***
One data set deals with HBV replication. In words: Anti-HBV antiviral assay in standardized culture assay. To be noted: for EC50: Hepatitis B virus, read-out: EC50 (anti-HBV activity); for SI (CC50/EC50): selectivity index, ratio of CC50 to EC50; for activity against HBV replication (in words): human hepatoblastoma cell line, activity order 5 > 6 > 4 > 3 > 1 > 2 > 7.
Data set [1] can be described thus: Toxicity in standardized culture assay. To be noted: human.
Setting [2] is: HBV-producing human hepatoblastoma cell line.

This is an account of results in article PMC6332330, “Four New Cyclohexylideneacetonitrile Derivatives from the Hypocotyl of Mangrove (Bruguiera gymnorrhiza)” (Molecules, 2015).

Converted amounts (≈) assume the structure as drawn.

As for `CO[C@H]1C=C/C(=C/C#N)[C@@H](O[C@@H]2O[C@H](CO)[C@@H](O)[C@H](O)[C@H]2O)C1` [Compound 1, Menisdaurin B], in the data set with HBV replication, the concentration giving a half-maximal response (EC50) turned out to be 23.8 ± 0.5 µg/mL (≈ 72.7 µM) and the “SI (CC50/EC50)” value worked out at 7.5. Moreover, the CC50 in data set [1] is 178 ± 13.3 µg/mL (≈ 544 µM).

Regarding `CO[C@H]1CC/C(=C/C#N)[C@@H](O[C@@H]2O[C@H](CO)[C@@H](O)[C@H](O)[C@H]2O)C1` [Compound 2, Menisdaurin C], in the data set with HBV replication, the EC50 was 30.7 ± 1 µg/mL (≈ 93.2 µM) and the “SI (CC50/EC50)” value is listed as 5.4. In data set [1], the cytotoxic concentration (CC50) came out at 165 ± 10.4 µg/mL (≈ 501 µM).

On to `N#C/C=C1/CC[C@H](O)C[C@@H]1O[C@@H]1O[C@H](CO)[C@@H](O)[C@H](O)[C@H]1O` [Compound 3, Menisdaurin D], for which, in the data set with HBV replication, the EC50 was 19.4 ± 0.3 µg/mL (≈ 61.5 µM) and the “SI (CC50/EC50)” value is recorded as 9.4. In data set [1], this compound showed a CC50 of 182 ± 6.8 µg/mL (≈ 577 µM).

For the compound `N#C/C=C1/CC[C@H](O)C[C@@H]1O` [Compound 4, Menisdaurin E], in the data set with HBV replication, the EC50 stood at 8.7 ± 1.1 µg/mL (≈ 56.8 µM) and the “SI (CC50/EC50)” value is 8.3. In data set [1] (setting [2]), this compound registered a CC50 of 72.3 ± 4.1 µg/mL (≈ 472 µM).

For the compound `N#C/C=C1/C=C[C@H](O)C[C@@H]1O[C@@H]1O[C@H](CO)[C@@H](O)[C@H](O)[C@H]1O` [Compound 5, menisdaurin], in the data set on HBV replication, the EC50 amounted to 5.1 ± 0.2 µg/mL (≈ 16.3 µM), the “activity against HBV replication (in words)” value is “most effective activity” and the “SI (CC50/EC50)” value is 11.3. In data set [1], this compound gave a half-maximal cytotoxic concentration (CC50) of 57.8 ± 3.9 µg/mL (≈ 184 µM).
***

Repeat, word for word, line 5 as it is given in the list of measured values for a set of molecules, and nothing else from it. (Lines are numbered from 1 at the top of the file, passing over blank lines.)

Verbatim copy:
Converted amounts (≈) assume the structure as drawn.